Dr. Lefroy on the Moral Tone of India

The Review of Religions (English), June 1903 Issue (Vol. 2, No. 6, pp. 247–248)

The Bishop of Lahore, writing in the East and West, a quarterly missionary magazine, makes some very unjustifiable remarks regarding the moral depravity of India. He says:

“An almost entire absence of faith as a principle of life, a low degraded moral tone, a blunted consciousness of sin, which leaves the individual scarcely capable of shame or honest repentance in any way, except a very intense desire to escape punishment—these are some of the prominent conditions of life, and these, when they have sunk through long centuries into the very blood of the people and sapped their life, will make us scarcely wonder if results of missionary labour do not make themselves seen as immediately or as abundantly as we might wish.”

In these sweeping remarks regarding the moral depravity of India, the Bishop ought in justice to Christianity at least have made an exception in favour of the sweepers, the Pariahs, and several other low classes of the Hindu community, and then perhaps even the Hindus and Muhammadans [Muslims] would not have been pained at this remark of the good Bishop.

As regards the Muslims of India, we intend to discuss the Bishop’s judgment of their faith and morals as well as his attack on the principle of the seclusion of women at length in some subsequent issue, but before doing so we wish to put some plain questions to which we hope to receive definite answers from His Lordship.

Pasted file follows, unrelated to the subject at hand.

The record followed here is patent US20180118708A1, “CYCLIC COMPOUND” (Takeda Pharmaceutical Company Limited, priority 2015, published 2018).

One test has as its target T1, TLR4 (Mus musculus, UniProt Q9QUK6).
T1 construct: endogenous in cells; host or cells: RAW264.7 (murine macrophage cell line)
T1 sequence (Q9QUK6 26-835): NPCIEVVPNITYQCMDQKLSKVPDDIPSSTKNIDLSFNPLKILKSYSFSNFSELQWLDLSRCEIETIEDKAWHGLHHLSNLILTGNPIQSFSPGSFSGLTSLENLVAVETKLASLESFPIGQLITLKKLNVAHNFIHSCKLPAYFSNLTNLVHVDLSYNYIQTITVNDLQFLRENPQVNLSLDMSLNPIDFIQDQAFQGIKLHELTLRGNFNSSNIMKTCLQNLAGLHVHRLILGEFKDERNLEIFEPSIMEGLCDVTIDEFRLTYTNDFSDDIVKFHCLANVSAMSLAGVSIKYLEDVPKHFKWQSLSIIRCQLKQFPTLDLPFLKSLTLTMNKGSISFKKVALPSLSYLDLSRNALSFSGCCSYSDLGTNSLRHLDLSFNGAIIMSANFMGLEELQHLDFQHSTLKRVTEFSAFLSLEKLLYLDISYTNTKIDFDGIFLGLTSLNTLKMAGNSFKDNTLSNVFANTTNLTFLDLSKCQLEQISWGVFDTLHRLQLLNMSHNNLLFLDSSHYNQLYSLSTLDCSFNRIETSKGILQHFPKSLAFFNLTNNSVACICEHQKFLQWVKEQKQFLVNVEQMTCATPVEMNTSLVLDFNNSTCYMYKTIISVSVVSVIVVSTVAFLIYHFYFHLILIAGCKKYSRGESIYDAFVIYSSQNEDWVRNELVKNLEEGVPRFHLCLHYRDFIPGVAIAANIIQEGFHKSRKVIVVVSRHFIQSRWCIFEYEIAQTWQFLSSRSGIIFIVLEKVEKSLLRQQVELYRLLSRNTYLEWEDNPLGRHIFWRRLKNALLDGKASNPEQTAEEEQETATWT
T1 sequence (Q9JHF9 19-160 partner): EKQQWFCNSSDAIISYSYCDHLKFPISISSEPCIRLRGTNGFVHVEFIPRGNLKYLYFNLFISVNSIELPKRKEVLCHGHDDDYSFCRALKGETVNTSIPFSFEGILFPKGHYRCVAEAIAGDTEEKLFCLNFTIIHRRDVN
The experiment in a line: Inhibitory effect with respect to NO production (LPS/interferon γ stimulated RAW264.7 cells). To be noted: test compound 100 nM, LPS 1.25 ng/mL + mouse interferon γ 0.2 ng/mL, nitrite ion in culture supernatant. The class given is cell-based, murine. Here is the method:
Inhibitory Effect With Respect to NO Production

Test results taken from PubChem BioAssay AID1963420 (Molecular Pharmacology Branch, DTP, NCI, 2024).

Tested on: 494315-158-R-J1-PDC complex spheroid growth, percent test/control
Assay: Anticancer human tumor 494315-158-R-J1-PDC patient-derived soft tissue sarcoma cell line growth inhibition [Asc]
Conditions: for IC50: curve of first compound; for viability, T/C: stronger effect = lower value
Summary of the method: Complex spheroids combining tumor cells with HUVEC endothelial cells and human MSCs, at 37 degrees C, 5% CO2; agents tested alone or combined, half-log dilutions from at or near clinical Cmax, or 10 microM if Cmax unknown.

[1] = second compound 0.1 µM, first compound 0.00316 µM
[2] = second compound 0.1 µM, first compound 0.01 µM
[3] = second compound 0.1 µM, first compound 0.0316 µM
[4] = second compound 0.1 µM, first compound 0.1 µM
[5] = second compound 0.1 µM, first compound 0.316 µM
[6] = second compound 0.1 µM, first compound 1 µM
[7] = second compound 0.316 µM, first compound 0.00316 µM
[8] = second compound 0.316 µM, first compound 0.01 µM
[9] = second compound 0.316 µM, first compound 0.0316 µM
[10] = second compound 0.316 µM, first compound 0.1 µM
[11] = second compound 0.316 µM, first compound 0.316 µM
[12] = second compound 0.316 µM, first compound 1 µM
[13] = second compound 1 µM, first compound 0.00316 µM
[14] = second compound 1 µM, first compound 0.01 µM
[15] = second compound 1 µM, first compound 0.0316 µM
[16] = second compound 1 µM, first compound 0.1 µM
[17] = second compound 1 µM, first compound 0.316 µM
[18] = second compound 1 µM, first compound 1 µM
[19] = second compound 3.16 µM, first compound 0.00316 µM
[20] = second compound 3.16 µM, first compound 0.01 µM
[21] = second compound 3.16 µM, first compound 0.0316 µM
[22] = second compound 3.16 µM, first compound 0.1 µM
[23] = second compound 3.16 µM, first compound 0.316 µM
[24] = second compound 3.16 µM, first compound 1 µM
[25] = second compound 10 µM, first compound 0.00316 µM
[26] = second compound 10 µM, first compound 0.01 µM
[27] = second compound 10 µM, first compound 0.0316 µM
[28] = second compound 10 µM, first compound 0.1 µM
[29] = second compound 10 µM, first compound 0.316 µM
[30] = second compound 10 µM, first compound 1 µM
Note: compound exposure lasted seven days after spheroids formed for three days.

The Bishop refers to a “blunted consciousness of sin” in the whole population of India. Will he kindly inform the public if drunkenness is a sin? If so, does it not prevail to a far greater extent in Europe and other Christian countries than in any Muslim country? Is it not true that drunkenness is the root from which every other evil springs? Is it not in fact the only thing which makes men bold in the commission of sin and blunts their consciousness of it? Is the drunkard not quite blind to all social and moral laws? Has drunkenness not wrought the worst development of all the great vices in the Christian countries? Again, we stand in need of hearing the judgment of His Lordship as to prostitution. Is it a sin? If so, is it not true that Christian countries have almost a monopoly of it when compared with the Muslim? Higher church dignitaries than the Bishop of Lahore have held so, and Dr. Lefroy, we hope, would not overlook the fact in answering the questions so necessary for the solution of the problem of India’s moral depravity that nothing excites the lust and sets astir the animal passions to such a high degree as wine. Does His Lordship moreover look upon gambling as a sin or not? If he does, will he kindly point out the country where it prevails most of all? We wish to hear it from His Lordship’s lips. But if the Bishop thinks that drunkenness, prostitution and gambling are not sins, we wish to be informed what sin is. The Bishop may, however, answer that though these are sins for non-Christians, yet the Christian is absolved of them by the blood of Jesus and these are not sins when practised by him. In that case we shall have to keep the same silence as in answer to a follower of the Sakat mat [Goddess Sakat Mata] who holds that incest is legalised by the superior power of his mantras.